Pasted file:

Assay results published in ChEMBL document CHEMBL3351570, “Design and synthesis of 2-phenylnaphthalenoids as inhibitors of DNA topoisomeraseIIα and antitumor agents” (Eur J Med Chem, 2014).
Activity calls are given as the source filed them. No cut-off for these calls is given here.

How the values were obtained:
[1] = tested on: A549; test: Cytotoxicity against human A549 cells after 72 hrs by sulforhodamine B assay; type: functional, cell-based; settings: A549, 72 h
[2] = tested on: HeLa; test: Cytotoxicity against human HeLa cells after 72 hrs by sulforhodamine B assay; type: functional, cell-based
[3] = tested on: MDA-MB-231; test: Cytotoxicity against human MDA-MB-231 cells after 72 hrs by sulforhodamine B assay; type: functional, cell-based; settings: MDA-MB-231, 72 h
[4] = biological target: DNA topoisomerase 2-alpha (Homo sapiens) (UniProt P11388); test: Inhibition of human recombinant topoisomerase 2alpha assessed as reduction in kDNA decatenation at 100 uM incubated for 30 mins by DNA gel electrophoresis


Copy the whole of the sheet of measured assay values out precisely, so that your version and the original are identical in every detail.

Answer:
Assay results published in ChEMBL document CHEMBL3351570, “Design and synthesis of 2-phenylnaphthalenoids as inhibitors of DNA topoisomeraseIIα and antitumor agents” (Eur J Med Chem, 2014).
Activity calls are given as the source filed them. No cut-off for these calls is given here.

How the values were obtained:
[1] = tested on: A549; test: Cytotoxicity against human A549 cells after 72 hrs by sulforhodamine B assay; type: functional, cell-based; settings: A549, 72 h
[2] = tested on: HeLa; test: Cytotoxicity against human HeLa cells after 72 hrs by sulforhodamine B assay; type: functional, cell-based
[3] = tested on: MDA-MB-231; test: Cytotoxicity against human MDA-MB-231 cells after 72 hrs by sulforhodamine B assay; type: functional, cell-based; settings: MDA-MB-231, 72 h
[4] = biological target: DNA topoisomerase 2-alpha (Homo sapiens) (UniProt P11388); test: Inhibition of human recombinant topoisomerase 2alpha assessed as reduction in kDNA decatenation at 100 uM incubated for 30 mins by DNA gel electrophoresis